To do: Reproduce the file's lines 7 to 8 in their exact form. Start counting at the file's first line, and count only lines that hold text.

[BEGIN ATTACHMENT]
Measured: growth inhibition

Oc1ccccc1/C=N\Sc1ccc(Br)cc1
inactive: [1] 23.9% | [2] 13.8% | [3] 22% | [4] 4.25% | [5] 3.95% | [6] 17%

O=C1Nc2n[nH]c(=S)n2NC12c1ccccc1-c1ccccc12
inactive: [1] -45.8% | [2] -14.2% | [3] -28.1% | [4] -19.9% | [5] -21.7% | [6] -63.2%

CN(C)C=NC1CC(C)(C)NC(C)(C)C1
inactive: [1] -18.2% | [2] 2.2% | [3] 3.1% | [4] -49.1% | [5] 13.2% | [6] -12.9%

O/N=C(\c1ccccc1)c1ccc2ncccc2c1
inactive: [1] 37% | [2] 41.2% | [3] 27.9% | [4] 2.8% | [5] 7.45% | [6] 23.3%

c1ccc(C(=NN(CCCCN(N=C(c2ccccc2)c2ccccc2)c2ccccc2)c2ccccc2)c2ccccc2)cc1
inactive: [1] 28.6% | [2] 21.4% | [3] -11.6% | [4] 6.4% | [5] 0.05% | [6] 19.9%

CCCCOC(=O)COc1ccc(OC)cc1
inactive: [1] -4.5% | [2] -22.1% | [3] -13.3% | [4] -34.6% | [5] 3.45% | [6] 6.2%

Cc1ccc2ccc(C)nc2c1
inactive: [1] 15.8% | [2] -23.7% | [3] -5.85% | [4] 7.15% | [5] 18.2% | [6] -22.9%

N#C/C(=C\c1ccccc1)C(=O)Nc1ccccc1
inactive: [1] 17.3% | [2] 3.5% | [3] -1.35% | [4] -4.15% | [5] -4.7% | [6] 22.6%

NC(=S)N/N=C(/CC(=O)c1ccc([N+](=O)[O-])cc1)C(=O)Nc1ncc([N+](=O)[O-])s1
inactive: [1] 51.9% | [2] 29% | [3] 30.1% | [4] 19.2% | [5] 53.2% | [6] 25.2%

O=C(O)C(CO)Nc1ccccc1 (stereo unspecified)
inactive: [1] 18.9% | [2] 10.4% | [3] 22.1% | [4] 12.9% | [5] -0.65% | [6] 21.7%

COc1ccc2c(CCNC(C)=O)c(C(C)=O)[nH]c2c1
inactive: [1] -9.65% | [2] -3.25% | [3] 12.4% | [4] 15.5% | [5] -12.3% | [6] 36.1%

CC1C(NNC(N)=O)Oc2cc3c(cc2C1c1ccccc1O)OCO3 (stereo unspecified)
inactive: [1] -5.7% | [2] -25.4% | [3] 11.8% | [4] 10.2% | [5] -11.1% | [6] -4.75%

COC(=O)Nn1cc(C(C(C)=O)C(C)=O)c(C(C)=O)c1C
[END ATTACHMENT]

inactive: [1] -18.2% | [2] 2.2% | [3] 3.1% | [4] -49.1% | [5] 13.2% | [6] -12.9%

O/N=C(\c1ccccc1)c1ccc2ncccc2c1